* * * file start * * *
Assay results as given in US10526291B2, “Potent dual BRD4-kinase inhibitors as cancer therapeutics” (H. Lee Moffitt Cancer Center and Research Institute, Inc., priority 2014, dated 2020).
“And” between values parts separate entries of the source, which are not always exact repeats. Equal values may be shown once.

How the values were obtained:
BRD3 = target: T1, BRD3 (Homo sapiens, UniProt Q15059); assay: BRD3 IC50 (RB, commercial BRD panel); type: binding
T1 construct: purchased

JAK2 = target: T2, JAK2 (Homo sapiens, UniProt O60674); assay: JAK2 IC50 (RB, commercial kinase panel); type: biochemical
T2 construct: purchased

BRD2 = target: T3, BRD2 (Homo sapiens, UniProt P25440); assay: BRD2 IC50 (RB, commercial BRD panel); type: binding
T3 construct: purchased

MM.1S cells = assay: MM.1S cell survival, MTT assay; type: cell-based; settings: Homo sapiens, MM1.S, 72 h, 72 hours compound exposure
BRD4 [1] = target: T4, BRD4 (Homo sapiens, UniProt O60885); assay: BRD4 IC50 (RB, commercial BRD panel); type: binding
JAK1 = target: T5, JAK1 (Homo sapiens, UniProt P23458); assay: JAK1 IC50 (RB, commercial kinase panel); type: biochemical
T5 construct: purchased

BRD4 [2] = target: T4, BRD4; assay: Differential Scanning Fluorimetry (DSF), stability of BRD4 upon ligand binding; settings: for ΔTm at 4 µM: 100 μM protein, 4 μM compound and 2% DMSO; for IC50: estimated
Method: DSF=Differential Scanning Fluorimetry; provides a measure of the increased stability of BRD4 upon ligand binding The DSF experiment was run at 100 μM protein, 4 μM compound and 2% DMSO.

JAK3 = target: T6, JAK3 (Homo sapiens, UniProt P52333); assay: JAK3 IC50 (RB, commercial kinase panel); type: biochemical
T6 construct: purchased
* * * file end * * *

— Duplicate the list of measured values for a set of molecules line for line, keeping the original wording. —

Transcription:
Assay results as given in US10526291B2, “Potent dual BRD4-kinase inhibitors as cancer therapeutics” (H. Lee Moffitt Cancer Center and Research Institute, Inc., priority 2014, dated 2020).
“And” between values parts separate entries of the source, which are not always exact repeats. Equal values may be shown once.

How the values were obtained:
BRD3 = target: T1, BRD3 (Homo sapiens, UniProt Q15059); assay: BRD3 IC50 (RB, commercial BRD panel); type: binding
T1 construct: purchased

JAK2 = target: T2, JAK2 (Homo sapiens, UniProt O60674); assay: JAK2 IC50 (RB, commercial kinase panel); type: biochemical
T2 construct: purchased

BRD2 = target: T3, BRD2 (Homo sapiens, UniProt P25440); assay: BRD2 IC50 (RB, commercial BRD panel); type: binding
T3 construct: purchased

MM.1S cells = assay: MM.1S cell survival, MTT assay; type: cell-based; settings: Homo sapiens, MM1.S, 72 h, 72 hours compound exposure
BRD4 [1] = target: T4, BRD4 (Homo sapiens, UniProt O60885); assay: BRD4 IC50 (RB, commercial BRD panel); type: binding
JAK1 = target: T5, JAK1 (Homo sapiens, UniProt P23458); assay: JAK1 IC50 (RB, commercial kinase panel); type: biochemical
T5 construct: purchased

BRD4 [2] = target: T4, BRD4; assay: Differential Scanning Fluorimetry (DSF), stability of BRD4 upon ligand binding; settings: for ΔTm at 4 µM: 100 μM protein, 4 μM compound and 2% DMSO; for IC50: estimated
Method: DSF=Differential Scanning Fluorimetry; provides a measure of the increased stability of BRD4 upon ligand binding The DSF experiment was run at 100 μM protein, 4 μM compound and 2% DMSO.

JAK3 = target: T6, JAK3 (Homo sapiens, UniProt P52333); assay: JAK3 IC50 (RB, commercial kinase panel); type: biochemical
T6 construct: purchased